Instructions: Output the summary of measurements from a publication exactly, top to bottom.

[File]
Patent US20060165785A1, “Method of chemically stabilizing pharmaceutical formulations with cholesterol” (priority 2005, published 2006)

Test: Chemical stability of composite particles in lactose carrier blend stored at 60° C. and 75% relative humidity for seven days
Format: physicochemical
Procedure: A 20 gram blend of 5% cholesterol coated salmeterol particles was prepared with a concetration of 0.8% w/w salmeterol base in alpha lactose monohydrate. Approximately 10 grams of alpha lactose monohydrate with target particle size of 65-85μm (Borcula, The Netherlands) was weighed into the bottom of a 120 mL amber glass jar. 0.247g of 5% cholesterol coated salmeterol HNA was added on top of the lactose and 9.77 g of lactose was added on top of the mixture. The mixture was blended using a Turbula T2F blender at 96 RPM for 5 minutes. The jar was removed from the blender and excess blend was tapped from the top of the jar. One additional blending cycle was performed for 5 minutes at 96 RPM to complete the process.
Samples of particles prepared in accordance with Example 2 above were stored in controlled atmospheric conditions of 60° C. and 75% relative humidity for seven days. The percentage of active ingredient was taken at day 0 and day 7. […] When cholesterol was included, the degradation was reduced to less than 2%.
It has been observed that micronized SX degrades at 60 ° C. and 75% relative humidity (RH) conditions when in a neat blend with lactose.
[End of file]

Patent US20060165785A1, “Method of chemically stabilizing pharmaceutical formulations with cholesterol” (priority 2005, published 2006)

Test: Chemical stability of composite particles in lactose carrier blend stored at 60° C. and 75% relative humidity for seven days
Format: physicochemical
Procedure: A 20 gram blend of 5% cholesterol coated salmeterol particles was prepared with a concetration of 0.8% w/w salmeterol base in alpha lactose monohydrate. Approximately 10 grams of alpha lactose monohydrate with target particle size of 65-85μm (Borcula, The Netherlands) was weighed into the bottom of a 120 mL amber glass jar. 0.247g of 5% cholesterol coated salmeterol HNA was added on top of the lactose and 9.77 g of lactose was added on top of the mixture. The mixture was blended using a Turbula T2F blender at 96 RPM for 5 minutes. The jar was removed from the blender and excess blend was tapped from the top of the jar. One additional blending cycle was performed for 5 minutes at 96 RPM to complete the process.
Samples of particles prepared in accordance with Example 2 above were stored in controlled atmospheric conditions of 60° C. and 75% relative humidity for seven days. The percentage of active ingredient was taken at day 0 and day 7. […] When cholesterol was included, the degradation was reduced to less than 2%.
It has been observed that micronized SX degrades at 60 ° C. and 75% relative humidity (RH) conditions when in a neat blend with lactose.